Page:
A Teddy Bear Who Knocks Stuffing Out of Ball


I like Kirby Puckett. For the same reasons I like Babe Ruth, Santa Claus. For the same reasons you like Yogi Berra, the Easter Bunny, Gene Kelly movies or even the smell of bacon frying on a frosty morning.

He makes you feel good. He’s chubby, cheerful. Comfortable. Like a favorite uncle.

Kids want to climb on his knee. Fans adore him. Baseball needs him. They wish they had 30 like him.

He looks as if he’s enjoying himself. Too many ballplayers today act as if they’re having a day at the lathe. Center field is a mine shaft.


Kirby comes to the park like a kid going to a fishing hole. Life is a Christmas tree. They should make him a ride at Disneyland. A float in a Rose Parade.

He acts as if he can’t wait to wake up in the morning and get to the ballpark.

The great ones have this attitude. The Ruths, the Pete Roses. Roy Campanella was like this. “You got to have a lot of little boy in you to play baseball,” he once told a writer.

Kirby Puckett has this quality. He’s all man but you get the idea there’s a 12-year-old locked in there some place. He smiles a lot. He’s available. He loves baseball enough so that an hour of his time for television or the print media seems a small enough price to him to keep the carrousel going. Kirby likes people as much as they like him. It’s not endemic in baseball.

It’s not unreasonable to say Puckett is the soul of the Minnesota Twins. He probably won’t get enough votes to get the MVP award, but maybe he should. The numbers are there but the fact is, if you took him out of the Minnesota Twins lineup, it would be like removing the battery of a Cadillac. It would still look good but it wouldn’t be going anywhere.

Putting Kirby Puckett in the Metrodome is like putting Dempsey in a 12-foot ring. Someone’s going to get hurt.

He looks fat but so did Ruth. The marshmallow exterior is filled with solid muscle. There’s 30 home runs a year underneath that uniform. Kirby likes to eat but unlike Ruth he doesn’t sneak hot dogs in his glove on the way to the outfield.


The St. Louis Cardinals don’t have anybody like Kirby Puckett. They have all these guys who are like 6-furlong sprinters trying to steal a mile race.

The funny thing is, Kirby Puckett didn’t set out to be Kirby Puckett. That is, if you said in his early career he played like Ruth, you might have meant his sister. Kirby thought he was going to be Rod Carew. Pete Rose. A line drive hitter. A spray hitter. In his first major league game, he got four hits. In his first season in the big leagues, he got no home runs. In his second, he got four.

He looked more like a St. Louis Cardinal than a New York Yankee. Or a Minnesota Twin. He even stole 41 bases in two years.

That game is wasted in the Metrodome. Stealing bases in the Metrodome is like saving pennies in a gold rush, bailing out a flood with a spoon.

Babe Ruth brought in big-inning baseball a half-century ago. The kind of game where you play for seven runs an inning instead of two a game.

When Puckett let his hands slide all the way down to the end of the bat and began to grunt when he swung, pitchers began to hate to see this little round tub of power step in.


He went from pesky to dangerous. He missed a lot of pitches this new way--but when you get two-to-four bases a hit, a strikeout is an acceptable pay-out. He swung a lot, he also hit a lot. His average actually improved. A lot of people overlook the fact a homer is also a hit. In the Homerdome, a ball that may be a routine fly out elsewhere finds the seats. The big swing is the way to go.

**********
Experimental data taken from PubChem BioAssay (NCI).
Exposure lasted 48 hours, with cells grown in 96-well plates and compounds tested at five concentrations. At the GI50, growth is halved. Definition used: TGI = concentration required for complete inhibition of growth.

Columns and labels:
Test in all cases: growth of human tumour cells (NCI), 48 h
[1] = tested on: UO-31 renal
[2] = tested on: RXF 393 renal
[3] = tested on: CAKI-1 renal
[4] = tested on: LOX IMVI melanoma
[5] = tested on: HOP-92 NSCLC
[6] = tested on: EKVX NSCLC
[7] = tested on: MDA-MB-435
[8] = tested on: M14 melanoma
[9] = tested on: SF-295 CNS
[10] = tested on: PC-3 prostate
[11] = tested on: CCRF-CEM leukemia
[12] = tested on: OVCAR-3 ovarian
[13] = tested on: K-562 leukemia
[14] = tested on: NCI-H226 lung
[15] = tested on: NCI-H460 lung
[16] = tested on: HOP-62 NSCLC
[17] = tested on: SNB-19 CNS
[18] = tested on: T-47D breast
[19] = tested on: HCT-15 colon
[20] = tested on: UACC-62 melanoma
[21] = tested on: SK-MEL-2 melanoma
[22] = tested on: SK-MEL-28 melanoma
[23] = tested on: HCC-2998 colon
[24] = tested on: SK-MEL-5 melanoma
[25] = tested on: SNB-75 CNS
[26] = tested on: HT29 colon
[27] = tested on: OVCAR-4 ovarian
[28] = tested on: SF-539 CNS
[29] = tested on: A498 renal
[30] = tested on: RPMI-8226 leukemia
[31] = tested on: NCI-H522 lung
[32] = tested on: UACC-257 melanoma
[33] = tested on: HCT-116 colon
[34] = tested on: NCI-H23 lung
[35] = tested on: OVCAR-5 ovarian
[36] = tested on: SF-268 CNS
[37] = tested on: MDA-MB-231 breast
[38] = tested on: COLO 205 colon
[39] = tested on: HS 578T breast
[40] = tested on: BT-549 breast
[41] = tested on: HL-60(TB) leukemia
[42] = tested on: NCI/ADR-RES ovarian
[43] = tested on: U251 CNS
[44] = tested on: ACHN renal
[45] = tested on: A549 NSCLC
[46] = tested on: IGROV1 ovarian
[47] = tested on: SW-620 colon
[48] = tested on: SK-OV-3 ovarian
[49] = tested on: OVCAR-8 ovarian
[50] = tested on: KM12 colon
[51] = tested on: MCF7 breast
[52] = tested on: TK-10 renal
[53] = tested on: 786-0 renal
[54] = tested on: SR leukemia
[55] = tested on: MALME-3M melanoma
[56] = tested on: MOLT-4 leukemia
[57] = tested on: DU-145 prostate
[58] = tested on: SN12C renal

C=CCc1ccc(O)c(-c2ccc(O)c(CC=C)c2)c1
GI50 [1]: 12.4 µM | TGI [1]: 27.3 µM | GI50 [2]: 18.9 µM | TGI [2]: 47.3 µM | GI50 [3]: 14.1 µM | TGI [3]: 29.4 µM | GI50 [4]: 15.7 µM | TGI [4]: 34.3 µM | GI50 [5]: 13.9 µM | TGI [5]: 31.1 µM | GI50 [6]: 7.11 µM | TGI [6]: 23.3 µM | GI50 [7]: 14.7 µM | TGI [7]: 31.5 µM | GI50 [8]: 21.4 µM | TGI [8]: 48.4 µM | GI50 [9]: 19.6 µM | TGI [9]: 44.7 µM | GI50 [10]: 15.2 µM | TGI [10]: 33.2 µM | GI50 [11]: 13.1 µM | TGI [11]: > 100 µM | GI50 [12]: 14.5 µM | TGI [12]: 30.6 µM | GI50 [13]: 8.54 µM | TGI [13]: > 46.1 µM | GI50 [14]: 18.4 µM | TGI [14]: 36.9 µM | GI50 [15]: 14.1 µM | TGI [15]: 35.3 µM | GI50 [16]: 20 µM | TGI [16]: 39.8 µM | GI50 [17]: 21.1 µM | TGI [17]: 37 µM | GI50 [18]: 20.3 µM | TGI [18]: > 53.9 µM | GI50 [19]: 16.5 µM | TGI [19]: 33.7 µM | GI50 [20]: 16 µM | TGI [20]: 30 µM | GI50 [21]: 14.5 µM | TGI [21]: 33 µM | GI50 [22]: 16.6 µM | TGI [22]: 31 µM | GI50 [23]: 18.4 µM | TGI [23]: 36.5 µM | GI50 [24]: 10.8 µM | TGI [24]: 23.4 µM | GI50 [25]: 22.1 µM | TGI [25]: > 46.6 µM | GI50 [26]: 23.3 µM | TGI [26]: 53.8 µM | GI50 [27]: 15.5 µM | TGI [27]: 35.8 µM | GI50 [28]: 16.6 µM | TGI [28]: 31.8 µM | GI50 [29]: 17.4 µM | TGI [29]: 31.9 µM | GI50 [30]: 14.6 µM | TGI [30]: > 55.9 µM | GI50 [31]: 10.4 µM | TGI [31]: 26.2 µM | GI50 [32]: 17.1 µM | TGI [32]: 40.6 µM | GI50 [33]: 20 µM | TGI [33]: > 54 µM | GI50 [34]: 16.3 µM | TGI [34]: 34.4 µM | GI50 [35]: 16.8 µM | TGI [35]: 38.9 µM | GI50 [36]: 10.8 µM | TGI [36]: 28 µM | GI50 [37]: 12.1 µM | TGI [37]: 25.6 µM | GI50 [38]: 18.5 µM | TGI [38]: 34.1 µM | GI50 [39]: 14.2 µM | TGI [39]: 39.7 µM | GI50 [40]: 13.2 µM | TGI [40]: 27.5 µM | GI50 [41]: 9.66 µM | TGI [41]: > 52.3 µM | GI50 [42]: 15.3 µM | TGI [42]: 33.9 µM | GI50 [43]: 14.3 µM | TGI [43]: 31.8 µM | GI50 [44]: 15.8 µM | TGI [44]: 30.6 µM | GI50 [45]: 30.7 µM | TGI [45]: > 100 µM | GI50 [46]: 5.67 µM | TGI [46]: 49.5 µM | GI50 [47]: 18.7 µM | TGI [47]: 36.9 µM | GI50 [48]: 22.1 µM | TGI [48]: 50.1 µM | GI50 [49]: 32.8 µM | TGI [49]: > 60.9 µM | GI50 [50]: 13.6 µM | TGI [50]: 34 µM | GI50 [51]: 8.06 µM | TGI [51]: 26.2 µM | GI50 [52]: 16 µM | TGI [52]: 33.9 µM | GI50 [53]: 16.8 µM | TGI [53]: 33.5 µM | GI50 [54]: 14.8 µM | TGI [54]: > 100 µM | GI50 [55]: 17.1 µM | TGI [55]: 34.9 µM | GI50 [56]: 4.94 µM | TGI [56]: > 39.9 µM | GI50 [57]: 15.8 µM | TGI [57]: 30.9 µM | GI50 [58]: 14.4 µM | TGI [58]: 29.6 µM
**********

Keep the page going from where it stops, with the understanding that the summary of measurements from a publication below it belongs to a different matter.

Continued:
Not that Kirby was one of those hit-it-a-mile or miss-it-a-mile. Kirby went from 4 home runs to 31 home runs, but he also went from 199 hits to 223. He went from .288 to .328 to .332 this year. Kirby has 59 home runs in two years and 629 hits in three years.

The St. Louis Cardinals treat Kirby Puckett as if he’s ticking. The pitchers nibble, they don’t challenge him. In this ballpark which looks like the world’s biggest hamburger bun they know that one mistake to Kirby can disappear in the Teflon.

In the only building in Minnesota where you need earmuffs indoors, the decibel level goes through the roof when Kirby comes to bat. The ultimate form of adoration, single-name identification is Kirby’s and outfielders back up and infielders pace the tartan when the chant “Kir-bee!” goes up.

They’ve got lots of dangerous hitters on the Minnesota Twins but they’re batting .259 (Tom Brunansky), .257 (Gary Gaetti) or .285 (Kent Hrbek). Kirby Puckett is batting .332. He’s not only dangerous, he’s consistent. He has driven in 195 runs in two years and scored 215.

The St. Louis Cardinals hoped to put the base back in baseball Sunday night, to take the seats out of the game, give this war back to the foot soldier.


But, in the fourth inning of a game that was still up for grabs, one out and no one on, the Cardinal pitcher offered a high outside fast ball to Kirby Puckett. Only the fleet St. Louis outfield held the hard right-center drive from going to the wall.

But, that hit ignited a six-run inning and a seven-run lead.

In the seventh inning with the Cardinals making noises like guys scenting a comeback, three straight hits scored their second run but the third hitter, Tony Pena, made a mistake: he hit the ball to center field where Puckett was.

The runner on second, Jose Oquendo, made an even bigger mistake: he tried to take third on the hit.

Kirby Puckett threw him out by seven feet. The rally was through and so were the Cardinals.

American League teams know better. Kirby is not so cuddly with the ball in his hands. He has led the league in outfield assists (in 1984) and led the majors in putouts (465) and total chances (492) in 1985. He is, as a writer once said of Carl Furillo “armed and dangerous.”

The Cardinals may not find him so cute if they lose this thing in four straight. It’s a little bit like being eaten by a Teddy bear.